Last week the RBA Governor Glenn Stevens focused on Australia’s relatively favourable economic performance in a much published speech titled “The Lucky Country”.
I’ve summarised some of his thoughts in this blog and today I’d like to reprint his comments on Australia’s property markets.
Here’s what he had to say:
Scaled to measures of income, Australian dwelling prices on a national basis have in fact declined and are now about where they were in 2002 (Graph below).
Housing has become more affordable
That is, housing has become more ‘affordable’. Four or five years ago we supposedly had a housing affordability ‘crisis’.
Now it seems that the problem some people fear is that of housing becoming even more affordable.
Are dwelling prices overvalued?
It’s very hard to be definitive on that question. There are two aspects to the claim that they might be.
The first is that prices relative to income are higher than they were 15 or 20 years ago. If this ratio is somehow mean-reverting, then either incomes must rise a lot or prices must fall.
It could be that this analysis is correct, but the problem is that there is no particular basis to think that the price to income ratio 20 years ago was ‘correct’.
There are reasons that might be advanced for why the ratio might be expected to be higher now than then – that the mean has shifted – though again there is little science to any quantification for such a shift. In any event, arguments that appeal to historical averages for such ratios lose potency the longer the ratio stays high.
In Australia’s case the ratio of prices to income on a national basis has been apparently at a higher mean level – about 4 to 4½ – for about a decade now.
The second support for the claim that dwelling prices are overvalued is the observation that they seem high in comparison with other countries.
In seeking to make such comparisons, though, there are serious methodological challenges.
The key difficulty is in sourcing comparable data on the level of prices across countries. Such data are, at best, pretty sketchy. With that caveat very clearly in mind, consider the following two charts.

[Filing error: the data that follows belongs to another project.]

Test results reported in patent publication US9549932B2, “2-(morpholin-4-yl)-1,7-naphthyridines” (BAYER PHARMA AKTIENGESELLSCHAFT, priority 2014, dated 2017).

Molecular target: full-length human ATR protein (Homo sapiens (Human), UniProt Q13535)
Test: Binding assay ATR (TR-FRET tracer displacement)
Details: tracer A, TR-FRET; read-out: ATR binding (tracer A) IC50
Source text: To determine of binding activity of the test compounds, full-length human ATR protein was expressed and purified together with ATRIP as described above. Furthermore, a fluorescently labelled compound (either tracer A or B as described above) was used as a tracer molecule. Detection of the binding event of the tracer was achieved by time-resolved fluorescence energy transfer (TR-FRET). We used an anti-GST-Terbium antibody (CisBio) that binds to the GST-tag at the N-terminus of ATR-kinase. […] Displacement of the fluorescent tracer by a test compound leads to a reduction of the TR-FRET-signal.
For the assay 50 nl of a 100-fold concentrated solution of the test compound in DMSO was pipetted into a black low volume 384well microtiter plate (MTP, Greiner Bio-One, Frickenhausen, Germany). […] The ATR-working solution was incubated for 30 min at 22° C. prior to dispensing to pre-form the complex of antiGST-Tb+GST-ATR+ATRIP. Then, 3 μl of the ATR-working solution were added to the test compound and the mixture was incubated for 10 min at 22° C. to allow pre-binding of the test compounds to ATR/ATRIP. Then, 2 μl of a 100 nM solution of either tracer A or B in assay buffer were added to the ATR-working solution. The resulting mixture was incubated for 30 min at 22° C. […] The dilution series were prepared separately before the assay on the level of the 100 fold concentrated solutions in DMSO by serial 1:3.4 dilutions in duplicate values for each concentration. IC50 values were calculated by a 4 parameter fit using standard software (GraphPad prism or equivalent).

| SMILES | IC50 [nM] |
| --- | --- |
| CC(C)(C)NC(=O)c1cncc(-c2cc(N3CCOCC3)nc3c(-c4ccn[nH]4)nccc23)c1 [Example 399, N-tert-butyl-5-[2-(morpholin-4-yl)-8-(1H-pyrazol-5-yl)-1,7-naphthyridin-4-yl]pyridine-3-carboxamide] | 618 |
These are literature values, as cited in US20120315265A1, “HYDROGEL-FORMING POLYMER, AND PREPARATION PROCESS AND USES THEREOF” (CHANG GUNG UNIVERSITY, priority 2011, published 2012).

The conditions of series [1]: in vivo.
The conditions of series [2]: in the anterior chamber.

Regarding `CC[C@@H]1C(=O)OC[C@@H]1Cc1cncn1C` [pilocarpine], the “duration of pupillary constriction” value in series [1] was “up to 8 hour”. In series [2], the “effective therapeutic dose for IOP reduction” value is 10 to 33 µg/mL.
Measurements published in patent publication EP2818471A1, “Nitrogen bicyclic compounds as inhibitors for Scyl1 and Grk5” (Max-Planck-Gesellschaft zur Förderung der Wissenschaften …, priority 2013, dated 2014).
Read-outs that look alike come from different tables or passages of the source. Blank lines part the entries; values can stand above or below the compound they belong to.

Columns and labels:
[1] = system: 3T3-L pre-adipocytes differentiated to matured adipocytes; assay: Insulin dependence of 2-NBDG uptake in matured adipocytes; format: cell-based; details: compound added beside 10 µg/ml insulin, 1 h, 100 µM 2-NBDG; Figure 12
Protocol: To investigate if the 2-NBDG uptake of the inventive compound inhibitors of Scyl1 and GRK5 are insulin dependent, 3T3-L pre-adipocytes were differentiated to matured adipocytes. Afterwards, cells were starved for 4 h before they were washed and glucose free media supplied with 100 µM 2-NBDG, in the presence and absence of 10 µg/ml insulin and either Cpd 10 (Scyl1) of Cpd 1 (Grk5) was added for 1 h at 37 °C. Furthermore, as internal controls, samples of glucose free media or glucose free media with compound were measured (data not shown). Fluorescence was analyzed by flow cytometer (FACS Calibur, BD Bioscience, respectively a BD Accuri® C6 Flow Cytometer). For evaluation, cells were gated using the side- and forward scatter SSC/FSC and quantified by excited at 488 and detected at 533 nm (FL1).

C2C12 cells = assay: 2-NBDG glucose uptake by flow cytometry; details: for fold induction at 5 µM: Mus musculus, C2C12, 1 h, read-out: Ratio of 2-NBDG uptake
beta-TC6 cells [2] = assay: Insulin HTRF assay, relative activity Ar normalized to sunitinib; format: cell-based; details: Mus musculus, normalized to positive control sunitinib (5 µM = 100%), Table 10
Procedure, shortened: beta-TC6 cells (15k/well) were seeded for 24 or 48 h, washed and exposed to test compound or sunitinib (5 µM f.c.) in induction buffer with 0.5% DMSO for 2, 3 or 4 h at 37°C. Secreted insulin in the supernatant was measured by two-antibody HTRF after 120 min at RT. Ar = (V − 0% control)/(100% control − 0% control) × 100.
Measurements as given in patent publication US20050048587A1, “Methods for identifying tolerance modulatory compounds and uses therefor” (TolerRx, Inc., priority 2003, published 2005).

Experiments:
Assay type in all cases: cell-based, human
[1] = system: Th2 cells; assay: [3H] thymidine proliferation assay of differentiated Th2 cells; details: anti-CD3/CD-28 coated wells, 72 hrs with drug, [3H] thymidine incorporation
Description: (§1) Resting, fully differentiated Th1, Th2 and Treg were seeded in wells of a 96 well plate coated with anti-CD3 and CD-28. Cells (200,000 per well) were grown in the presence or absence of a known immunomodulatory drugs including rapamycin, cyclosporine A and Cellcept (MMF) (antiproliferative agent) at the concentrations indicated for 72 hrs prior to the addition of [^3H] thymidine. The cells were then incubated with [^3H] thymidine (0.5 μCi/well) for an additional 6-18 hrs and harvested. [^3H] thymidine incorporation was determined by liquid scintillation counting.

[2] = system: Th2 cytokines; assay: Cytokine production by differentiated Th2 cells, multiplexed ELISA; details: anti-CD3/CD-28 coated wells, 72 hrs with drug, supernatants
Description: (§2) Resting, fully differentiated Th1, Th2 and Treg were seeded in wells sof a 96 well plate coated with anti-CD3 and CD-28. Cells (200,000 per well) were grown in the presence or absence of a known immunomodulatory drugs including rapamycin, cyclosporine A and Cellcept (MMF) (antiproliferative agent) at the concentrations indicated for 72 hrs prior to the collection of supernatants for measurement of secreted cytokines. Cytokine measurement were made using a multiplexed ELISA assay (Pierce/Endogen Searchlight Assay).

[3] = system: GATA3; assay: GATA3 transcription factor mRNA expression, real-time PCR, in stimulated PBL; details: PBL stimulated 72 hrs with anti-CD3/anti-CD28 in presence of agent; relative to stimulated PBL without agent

Simply comparing Australia and the United States, it is hard to avoid the impression that gravity will inevitably exert its influence on Australian dwelling prices.
But if we put these two lines on a chart with a number of other countries with which we might want to make comparisons, the picture is much less clear (Graph 6 below)
To the extent that we can make any meaningful statements about international relativities, the main conclusion would be that Australian dwelling prices, relative to income, are in the pack of comparable countries. In this comparison, the United States seems the outlier.
None of this can be taken to say definitively that Australian dwelling prices are ‘appropriate’, or that there is no possibility they will fall. It is a very dangerous idea to think that dwelling prices cannot fall.
They can, and they have.
The point is simply that historical or international comparisons, to the extent they can be made, do not constitute definitive evidence of an imminent slump. At the very least, the complexity of making these comparisons suggests we ought to look at some other metrics in thinking about the housing market.
One would be the performance of the associated mortgages. Here, the main story is that not much has changed. Arrears remain low and if anything have been edging down over the past year.
That in turn is not altogether surprising given that debt servicing burdens have declined (Graph 7).
It has to be said that the housing market bubble, if that’s what it is, seems to be taking quite a long time to pop – if that’s what it is going to do. The ingredients we would look for as signalling an imminent crash seem, if anything, less in evidence now than five years ago.
Most Australians I encounter who return from overseas remark how good it is to be living and working here. We are indeed ‘lucky’ in so many ways, relative economic stability being only one of them.
But what matters more is what we do with what we have. Not every good aspect about recent performance is down to luck.
By the same token there are things we can do to improve our prospects – or, if you will, to make a bit of our own future luck. Some of the adjustments we have been seeing, as awkward as they might seem, are actually strengthening resilience to possible future shocks.
Higher – more normal – rates of household saving, a more sober attitude towards debt, a re-orientation of banks’ funding, and a period of dwelling prices not moving much, come into this category.
The years ahead will no doubt challenge us in various ways, including in ways we cannot predict. But what’s new about that?
Even if the pessimists turn out to be right on one or more counts, it doesn’t follow that we would be unable to cope. Acting sensibly, with a long-term focus, has as good a chance as ever of seeing us through whatever comes our way.
Source: This is an edited version of a speech given by Reserve Bank Governor Glenn Stevens at the Annika Foundation Luncheon on July 24.
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